While Qatar has gone to great lengths to accommodate visiting fans, its authorities have also stated that it will make “no exceptions for foreigners who violate their laws”. With each train on the Doha Metro network fully equipped with CCTV, fans will need to be on their best behaviour when travelling to and from matches.

The Doha metro map showing stadium locations for the 2022 World Cup. Credit: Qatar Supreme Committee for Delivery & Legacy

“If you do consume alcohol before or after a match in the ‘Fan Zones’ be careful when travelling back to your hotel or accommodation as this will be considered ‘in public’ and therefore you could be committing a crime,” Kate Fitzpatrick, EMEA regional security director at World Travel Protection, says.

“Even actions like singing and dancing could be construed as being under the influence of alcohol, which is a crime, and outside of these zones you could be punished.”

The Doha Metro will be the centrepiece of Qatar’s rail network during the tournament. However, it comes as part of a wider expansion, which includes the newly-opened Lusail LRT tram system and a long-distance railway that will eventually span cities across Qatar, as well as other Gulf Cooperation Council (GCC) countries including Saudi Arabia, Bahrain, Kuwait, and the UAE.

Is Qatar’s rail network ready for kick-off?

While major sporting events typically coincide with improvements to local transport infrastructure, the challenge for a nation like Qatar was determining the optimal amount of expansion given its small population.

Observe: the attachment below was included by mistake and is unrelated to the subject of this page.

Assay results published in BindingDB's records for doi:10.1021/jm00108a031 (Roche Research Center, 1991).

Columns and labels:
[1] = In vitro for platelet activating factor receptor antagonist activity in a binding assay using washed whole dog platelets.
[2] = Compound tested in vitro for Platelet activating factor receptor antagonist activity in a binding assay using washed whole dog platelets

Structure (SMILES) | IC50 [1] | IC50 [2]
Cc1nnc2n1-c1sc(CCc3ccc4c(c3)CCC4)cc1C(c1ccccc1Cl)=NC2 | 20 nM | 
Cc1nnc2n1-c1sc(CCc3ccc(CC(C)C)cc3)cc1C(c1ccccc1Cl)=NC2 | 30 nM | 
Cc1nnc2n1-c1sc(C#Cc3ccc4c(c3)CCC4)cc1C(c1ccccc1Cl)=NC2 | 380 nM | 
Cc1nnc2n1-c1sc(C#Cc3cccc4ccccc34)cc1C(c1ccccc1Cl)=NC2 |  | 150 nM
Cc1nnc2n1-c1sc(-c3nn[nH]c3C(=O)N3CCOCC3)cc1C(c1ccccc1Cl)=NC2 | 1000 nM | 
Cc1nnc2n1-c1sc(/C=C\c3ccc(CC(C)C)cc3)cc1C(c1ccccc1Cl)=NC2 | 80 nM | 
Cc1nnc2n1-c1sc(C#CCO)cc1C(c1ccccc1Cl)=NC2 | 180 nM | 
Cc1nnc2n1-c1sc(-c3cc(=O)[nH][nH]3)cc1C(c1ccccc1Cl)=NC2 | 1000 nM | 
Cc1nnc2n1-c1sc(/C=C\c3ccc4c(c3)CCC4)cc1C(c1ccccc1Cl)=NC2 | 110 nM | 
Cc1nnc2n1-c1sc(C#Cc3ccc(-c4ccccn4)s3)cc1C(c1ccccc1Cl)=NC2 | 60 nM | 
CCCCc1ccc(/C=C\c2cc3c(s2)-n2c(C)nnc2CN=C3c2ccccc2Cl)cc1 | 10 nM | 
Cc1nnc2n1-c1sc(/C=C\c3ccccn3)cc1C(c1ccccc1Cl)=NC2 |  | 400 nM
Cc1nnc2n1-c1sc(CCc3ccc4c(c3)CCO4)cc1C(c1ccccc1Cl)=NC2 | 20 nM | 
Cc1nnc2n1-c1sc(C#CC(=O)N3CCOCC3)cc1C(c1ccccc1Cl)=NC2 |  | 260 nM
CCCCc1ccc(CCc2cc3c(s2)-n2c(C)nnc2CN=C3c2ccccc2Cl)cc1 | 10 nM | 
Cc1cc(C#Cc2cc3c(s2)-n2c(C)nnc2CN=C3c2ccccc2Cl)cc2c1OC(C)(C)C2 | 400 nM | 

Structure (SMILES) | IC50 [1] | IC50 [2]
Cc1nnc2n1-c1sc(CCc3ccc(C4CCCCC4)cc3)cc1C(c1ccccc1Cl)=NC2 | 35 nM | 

“For Qatar, the World Cup has essentially been a ‘money no object’ tournament, though it finds itself in a somewhat tricky position – specifically, in deciding what the optimum capacity of its new transport infrastructure should be,” says Simon Chadwick, professor of sport and geopolitical economy at the Skema Business School.

“The country has a population of fewer than three million, hence building too large a network would have been wasteful and unnecessary. However, with more than a million people expected to head to the event, there has been a danger that both existing and new transport infrastructure would be inadequate.

Passengers travelling in Gold Class on the Doha metro. Credit: Noushad Thekkayil/Shutterstock

“Indeed, the latter does appear to have become an issue. The country has already opened its old international airport to supplement the new Hamad International Airport. There are concerns about the metro network’s capacity, which has resulted in hundreds of electric buses being bought and city centre driving bans being introduced to ease concerns that Doha may become hugely congested during the World Cup.”